Even with youth sports now allowed, Long Beach Pop Warner struggles to keep football going

Jose Luis Silva, better known as “Coach Louie,” said that COVID-19 has prevented his nonprofit, Long Beach Pop Warner, an athletics program of more than 40 years, from fundraising for football gear on its own.

Car washes and restaurant fundraisers did not happen during the pandemic. Silva, board president of Long Beach Pop Warner and a coach, would also typically discount the $375 football membership fee for a few families tight on cash. But this past year, many parents lost their jobs, making the need even greater, he said.

This is why 70-year-old Silva is asking the public to help him raise $10,000 on GoFundMe for equipment intended for hundreds of youth between the ages of 5 and 14. Any additional money raised would be used to help cover memberships costs for youth on his nine football teams, he said.

Tito “The Hood Santa” Rodriguez, left, stands with Jose Luis “Coach Louie” Silva, right, after donating a $1,000 check to Long Beach Pop Warner at Silva’s home in Long Beach on Wednesday, March 31, 2021. Photo by Crystal Niebla.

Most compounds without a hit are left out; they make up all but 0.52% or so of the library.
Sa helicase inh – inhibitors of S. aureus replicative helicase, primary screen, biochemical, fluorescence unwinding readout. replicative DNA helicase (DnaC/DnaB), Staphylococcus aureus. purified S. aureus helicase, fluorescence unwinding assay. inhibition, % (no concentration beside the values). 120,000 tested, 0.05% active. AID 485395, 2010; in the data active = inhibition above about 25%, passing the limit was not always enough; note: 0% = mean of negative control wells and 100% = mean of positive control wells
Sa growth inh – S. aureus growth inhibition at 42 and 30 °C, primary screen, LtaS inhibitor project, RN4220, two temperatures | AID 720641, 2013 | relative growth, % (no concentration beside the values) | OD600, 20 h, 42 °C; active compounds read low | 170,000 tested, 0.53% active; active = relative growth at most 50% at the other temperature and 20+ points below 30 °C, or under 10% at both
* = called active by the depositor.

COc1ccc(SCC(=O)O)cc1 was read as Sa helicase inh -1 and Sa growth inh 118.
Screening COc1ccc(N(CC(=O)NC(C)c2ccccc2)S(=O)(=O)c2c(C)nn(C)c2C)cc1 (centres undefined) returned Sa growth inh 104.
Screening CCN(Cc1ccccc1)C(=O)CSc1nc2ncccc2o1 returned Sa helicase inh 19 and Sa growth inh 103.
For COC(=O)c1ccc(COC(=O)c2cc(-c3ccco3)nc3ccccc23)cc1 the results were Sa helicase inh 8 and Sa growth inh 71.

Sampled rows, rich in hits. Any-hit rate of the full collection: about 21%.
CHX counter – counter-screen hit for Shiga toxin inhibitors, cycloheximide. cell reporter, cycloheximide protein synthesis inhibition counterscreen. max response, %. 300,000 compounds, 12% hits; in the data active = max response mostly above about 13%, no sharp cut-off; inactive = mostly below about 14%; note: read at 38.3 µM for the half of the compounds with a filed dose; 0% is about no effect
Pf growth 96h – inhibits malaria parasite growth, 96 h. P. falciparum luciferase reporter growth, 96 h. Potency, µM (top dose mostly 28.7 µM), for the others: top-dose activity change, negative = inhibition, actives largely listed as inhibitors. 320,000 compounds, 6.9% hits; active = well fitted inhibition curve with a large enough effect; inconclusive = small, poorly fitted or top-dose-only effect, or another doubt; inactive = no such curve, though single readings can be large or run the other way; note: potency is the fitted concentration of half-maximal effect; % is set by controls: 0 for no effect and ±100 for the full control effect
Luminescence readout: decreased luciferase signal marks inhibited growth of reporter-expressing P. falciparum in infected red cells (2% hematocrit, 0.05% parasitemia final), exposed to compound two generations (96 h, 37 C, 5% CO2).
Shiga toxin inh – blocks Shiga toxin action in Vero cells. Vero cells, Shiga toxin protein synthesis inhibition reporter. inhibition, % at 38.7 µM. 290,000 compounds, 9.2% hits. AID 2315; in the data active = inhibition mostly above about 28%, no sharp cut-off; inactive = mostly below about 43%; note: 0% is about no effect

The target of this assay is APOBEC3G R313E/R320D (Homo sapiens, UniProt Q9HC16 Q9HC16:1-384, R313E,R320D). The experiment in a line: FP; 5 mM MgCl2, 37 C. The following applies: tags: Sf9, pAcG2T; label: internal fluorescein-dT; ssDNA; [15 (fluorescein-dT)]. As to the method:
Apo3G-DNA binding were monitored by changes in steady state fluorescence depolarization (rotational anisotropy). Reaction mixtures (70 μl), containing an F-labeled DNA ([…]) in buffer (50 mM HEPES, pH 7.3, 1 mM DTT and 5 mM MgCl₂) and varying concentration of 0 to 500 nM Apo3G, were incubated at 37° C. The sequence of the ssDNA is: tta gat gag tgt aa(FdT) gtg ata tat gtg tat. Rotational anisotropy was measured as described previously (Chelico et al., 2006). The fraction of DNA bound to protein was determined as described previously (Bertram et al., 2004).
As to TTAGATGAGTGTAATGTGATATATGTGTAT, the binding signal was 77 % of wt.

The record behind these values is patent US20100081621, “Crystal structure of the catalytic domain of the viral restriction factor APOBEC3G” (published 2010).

More than ever, he wants the youth to be able to play another football season this year because they need an escape.

“We can’t allow that to crumble,” said Tito “The Hood Santa” Rodriguez of the nonprofit Local Hearts Foundation, which donated $1,000 and stacks of boxes filled with 21,000 disposable face masks for Silva’s teams Wednesday afternoon.

A rise in violent crime, Rodriguez said, concerns him because Pop Warner, like other youth programming, has served a crime prevention method in pre-pandemic years.

Lately, parents have been blowing up Silva’s phone to ask about the prospects of the football league for their eager children.

Silva first started coaching football nearly 30 years ago. As a Mexican teenager migrating to California, he would “get into trouble.” Discovering football, he said, kept him off the streets. Coming full circle, he became a coach to influence the lives of youth who were in similar situations.

“I just did it for the kids,” he said.

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Crystal Niebla is the West Long Beach reporter through the Report for America program. Philanthropic organizations pledged to cover the local donor portion of her grant-funded position with the Post. If you want to support Crystal's work, you can donate to her Report For America position at lbpost.com/support.
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